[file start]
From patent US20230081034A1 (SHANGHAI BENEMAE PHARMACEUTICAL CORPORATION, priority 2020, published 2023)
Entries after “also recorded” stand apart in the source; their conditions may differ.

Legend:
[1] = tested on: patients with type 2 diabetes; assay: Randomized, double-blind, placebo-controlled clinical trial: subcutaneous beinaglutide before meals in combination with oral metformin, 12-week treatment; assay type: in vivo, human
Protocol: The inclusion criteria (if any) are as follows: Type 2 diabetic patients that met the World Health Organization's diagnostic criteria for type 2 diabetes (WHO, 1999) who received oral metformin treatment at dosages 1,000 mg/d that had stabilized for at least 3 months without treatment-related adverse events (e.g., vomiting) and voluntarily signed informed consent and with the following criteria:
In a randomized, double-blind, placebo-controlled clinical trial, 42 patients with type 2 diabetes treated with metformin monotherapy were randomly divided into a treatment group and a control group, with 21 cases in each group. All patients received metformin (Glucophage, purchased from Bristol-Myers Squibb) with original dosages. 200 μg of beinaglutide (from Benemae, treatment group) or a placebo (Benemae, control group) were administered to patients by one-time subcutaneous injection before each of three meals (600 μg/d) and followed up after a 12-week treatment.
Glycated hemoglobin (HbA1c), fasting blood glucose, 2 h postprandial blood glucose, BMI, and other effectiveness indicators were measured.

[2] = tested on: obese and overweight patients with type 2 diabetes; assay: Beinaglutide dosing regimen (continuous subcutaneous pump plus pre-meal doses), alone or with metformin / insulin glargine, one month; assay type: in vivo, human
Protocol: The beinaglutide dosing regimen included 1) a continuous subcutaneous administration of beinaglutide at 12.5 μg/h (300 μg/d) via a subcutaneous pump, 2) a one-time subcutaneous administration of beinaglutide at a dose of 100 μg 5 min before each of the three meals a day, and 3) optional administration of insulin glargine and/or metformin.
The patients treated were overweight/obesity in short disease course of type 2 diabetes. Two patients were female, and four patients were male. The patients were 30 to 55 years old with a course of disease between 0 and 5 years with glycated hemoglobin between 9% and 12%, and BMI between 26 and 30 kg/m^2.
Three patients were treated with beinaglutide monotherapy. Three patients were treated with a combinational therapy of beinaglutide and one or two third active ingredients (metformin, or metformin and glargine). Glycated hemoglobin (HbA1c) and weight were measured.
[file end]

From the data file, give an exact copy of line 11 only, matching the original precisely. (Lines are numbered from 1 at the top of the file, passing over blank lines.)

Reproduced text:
Three patients were treated with beinaglutide monotherapy. Three patients were treated with a combinational therapy of beinaglutide and one or two third active ingredients (metformin, or metformin and glargine). Glycated hemoglobin (HbA1c) and weight were measured.